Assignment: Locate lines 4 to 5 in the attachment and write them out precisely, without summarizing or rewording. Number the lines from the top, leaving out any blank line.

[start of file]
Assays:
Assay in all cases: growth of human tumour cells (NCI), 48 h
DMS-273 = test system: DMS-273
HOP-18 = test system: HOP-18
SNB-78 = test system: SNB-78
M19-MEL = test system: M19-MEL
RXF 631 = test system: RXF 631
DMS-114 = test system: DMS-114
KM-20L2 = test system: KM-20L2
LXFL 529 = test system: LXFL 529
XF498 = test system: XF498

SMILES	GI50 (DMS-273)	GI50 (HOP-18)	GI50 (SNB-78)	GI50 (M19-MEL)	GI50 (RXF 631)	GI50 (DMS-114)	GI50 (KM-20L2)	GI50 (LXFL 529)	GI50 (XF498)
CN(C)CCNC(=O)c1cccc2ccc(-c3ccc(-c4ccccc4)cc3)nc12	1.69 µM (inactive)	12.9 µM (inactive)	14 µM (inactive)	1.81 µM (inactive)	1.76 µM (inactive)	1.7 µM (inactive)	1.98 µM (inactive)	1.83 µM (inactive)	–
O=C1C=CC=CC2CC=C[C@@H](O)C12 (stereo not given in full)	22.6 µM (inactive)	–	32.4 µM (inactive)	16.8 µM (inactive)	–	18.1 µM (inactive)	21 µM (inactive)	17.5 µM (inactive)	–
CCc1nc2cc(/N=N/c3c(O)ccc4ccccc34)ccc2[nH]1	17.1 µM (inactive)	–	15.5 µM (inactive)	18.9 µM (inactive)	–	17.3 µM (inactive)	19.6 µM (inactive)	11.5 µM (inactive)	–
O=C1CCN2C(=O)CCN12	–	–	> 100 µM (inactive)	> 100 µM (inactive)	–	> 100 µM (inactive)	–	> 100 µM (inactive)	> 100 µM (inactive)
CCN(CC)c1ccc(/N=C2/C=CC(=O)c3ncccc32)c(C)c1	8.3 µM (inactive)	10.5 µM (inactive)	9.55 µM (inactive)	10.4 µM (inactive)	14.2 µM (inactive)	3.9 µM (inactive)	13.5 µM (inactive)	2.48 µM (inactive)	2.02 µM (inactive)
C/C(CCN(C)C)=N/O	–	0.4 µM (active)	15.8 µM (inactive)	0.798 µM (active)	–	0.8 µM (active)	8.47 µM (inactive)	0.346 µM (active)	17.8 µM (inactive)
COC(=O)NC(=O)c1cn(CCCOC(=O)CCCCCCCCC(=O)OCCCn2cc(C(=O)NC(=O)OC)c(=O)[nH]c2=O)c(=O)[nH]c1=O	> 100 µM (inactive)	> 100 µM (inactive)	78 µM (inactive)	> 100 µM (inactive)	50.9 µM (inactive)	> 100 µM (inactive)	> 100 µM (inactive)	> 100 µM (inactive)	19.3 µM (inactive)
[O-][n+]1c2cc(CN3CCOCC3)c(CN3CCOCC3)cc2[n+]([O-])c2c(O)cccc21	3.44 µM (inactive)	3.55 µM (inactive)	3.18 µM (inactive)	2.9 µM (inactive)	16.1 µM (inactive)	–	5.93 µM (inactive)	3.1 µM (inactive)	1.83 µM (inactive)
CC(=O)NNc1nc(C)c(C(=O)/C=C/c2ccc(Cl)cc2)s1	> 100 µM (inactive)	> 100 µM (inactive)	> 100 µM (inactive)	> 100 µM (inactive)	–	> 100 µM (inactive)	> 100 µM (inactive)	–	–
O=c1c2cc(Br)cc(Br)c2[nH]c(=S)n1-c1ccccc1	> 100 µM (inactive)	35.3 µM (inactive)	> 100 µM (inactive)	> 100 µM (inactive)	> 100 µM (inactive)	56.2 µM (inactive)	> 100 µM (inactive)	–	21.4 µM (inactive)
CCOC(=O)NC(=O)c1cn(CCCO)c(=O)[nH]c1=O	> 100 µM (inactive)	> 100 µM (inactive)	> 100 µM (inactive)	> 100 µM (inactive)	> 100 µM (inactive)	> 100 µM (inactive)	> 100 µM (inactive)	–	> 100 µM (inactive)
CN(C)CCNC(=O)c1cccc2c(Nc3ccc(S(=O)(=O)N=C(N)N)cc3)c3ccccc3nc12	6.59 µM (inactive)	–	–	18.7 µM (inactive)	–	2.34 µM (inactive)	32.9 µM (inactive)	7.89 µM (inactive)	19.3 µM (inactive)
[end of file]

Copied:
HOP-18 = test system: HOP-18
SNB-78 = test system: SNB-78